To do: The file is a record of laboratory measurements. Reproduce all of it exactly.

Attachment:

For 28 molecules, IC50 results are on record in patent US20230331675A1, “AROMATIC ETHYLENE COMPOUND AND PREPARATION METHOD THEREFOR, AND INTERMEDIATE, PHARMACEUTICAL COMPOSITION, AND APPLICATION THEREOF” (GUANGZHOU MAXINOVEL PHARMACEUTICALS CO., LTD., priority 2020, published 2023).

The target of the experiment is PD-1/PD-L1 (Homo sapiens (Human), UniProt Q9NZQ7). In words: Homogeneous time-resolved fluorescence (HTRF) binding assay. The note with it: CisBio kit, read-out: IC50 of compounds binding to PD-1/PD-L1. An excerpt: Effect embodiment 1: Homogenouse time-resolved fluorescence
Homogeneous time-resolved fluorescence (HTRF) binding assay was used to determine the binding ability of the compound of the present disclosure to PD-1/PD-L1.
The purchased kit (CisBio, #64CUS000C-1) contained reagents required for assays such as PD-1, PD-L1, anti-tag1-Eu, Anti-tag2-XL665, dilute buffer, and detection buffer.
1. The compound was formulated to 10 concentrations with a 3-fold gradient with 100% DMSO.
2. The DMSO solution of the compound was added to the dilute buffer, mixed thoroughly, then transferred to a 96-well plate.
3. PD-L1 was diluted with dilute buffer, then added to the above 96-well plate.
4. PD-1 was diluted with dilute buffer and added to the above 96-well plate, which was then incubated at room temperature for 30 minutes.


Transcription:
For 28 molecules, IC50 results are on record in patent US20230331675A1, “AROMATIC ETHYLENE COMPOUND AND PREPARATION METHOD THEREFOR, AND INTERMEDIATE, PHARMACEUTICAL COMPOSITION, AND APPLICATION THEREOF” (GUANGZHOU MAXINOVEL PHARMACEUTICALS CO., LTD., priority 2020, published 2023).

The target of the experiment is PD-1/PD-L1 (Homo sapiens (Human), UniProt Q9NZQ7). In words: Homogeneous time-resolved fluorescence (HTRF) binding assay. The note with it: CisBio kit, read-out: IC50 of compounds binding to PD-1/PD-L1. An excerpt: Effect embodiment 1: Homogenouse time-resolved fluorescence
Homogeneous time-resolved fluorescence (HTRF) binding assay was used to determine the binding ability of the compound of the present disclosure to PD-1/PD-L1.
The purchased kit (CisBio, #64CUS000C-1) contained reagents required for assays such as PD-1, PD-L1, anti-tag1-Eu, Anti-tag2-XL665, dilute buffer, and detection buffer.
1. The compound was formulated to 10 concentrations with a 3-fold gradient with 100% DMSO.
2. The DMSO solution of the compound was added to the dilute buffer, mixed thoroughly, then transferred to a 96-well plate.
3. PD-L1 was diluted with dilute buffer, then added to the above 96-well plate.
4. PD-1 was diluted with dilute buffer and added to the above 96-well plate, which was then incubated at room temperature for 30 minutes.